Stimulus checks mistakenly sent to inactive or closed bank accounts are being redirected, and some taxpayers can expect to start receiving the money by the beginning of February.
Jackson Hewitt, a tax preparation firm, said in a statement on Monday that the IRS will start processing the cash payments when their systems come back online, meaning affected customers could see the funds land by Feb. 1.
“This means they will receive their funds weeks earlier than if they needed to wait for their tax refund,” the company said.
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The payments in question, part of the $900 billion coronavirus relief package that Congress passed at the end of December, had been inadvertently sent to accounts that had been closed or no longer active, a snafu that arose because many tax preparations companies, including TurboTax, H&R Block, Jackson Hewitt and others, said the IRS had deposited the money into temporary “pass-through” accounts that customers could no longer access.
The IRS, which is rushing to deliver stimulus relief by Jan. 15, has faced mounting pressure to distribute the money as a surge in COVID-19 cases nationwide threatens to trigger a second economic downturn.
In a letter sent to IRS Commissioner Chuck Rettig on Monday, a bipartisan group of lawmakers wrote to “express concern about the IRS’s decision to require people who have not received their EIP to wait until they file their 2020 taxes.”
“This decision by the IRS adds bureaucratic hurdles that make access to these payments difficult and leaves people with no option to access financial relief to address immediate financial obligations,” the lawmakers wrote. “Our constituents are entitled to receive these direct payments immediately.”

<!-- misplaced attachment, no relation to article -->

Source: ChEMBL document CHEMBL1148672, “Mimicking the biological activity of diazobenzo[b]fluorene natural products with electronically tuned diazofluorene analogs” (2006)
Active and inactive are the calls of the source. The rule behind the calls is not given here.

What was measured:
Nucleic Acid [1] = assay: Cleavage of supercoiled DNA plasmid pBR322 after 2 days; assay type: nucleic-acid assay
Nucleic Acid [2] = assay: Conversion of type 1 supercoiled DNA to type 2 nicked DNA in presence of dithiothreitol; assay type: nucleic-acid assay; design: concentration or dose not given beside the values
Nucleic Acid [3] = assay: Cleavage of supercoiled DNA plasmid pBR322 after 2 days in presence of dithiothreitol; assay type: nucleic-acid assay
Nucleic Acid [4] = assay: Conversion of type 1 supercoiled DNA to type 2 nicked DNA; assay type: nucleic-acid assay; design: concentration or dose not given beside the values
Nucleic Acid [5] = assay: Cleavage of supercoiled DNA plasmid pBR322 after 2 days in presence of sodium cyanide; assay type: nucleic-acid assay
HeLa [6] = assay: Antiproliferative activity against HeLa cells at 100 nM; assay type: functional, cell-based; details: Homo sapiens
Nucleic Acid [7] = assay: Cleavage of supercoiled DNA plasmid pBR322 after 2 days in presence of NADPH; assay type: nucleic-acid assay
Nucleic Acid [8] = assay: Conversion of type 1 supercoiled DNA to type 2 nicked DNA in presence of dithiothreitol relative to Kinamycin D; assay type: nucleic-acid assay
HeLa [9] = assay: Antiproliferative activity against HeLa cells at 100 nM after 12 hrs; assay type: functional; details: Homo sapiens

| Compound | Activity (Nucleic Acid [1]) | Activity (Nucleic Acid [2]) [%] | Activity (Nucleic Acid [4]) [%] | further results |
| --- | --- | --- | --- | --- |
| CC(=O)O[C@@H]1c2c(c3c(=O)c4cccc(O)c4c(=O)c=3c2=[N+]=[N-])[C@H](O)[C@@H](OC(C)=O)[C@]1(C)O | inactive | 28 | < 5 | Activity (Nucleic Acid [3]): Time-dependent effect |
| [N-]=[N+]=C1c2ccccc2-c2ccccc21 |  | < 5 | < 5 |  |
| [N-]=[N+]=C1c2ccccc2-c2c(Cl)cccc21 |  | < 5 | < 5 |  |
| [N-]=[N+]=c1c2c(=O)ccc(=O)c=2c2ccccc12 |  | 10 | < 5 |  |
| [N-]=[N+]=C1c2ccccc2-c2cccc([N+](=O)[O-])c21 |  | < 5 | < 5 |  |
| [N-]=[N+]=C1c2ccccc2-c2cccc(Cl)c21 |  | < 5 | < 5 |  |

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Initially, the IRS said that after the Friday deadline, Americans who are eligible to receive the money but haven’t yet must claim it as a Recovery Rebate Credit on their 2020 tax return. But the agency now says it’s working with the companies to “potentially get these payments to individuals as quickly as possible.”
American adults who earned less than $75,000 in 2019 will receive the full $600 check, while couples who earned less than $150,000 will receive $1,200. The payments will be tapered for higher-earners (5% of the amount by which their adjusted gross incomes exceeded the initial threshold) and phased out completely for individuals who earn more than $87,000 and couples who earn more than $174,000.
Some Americans aren’t eligible to receive the cash payment: College students and dependents over the age of 17 won’t receive the money, nor will immigrants who don’t have a Social Security number. Some higher-earners who received a check during the first round of stimulus payments will also not qualify for the second round.
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You can use the IRS’s Get My Payment tool to check the status of your stimulus check.
The federal government has already deposited more than 100 million stimulus payments into recipients’ accounts, the IRS said. About 8 million will arrive via mail in the form of a prepaid debit card.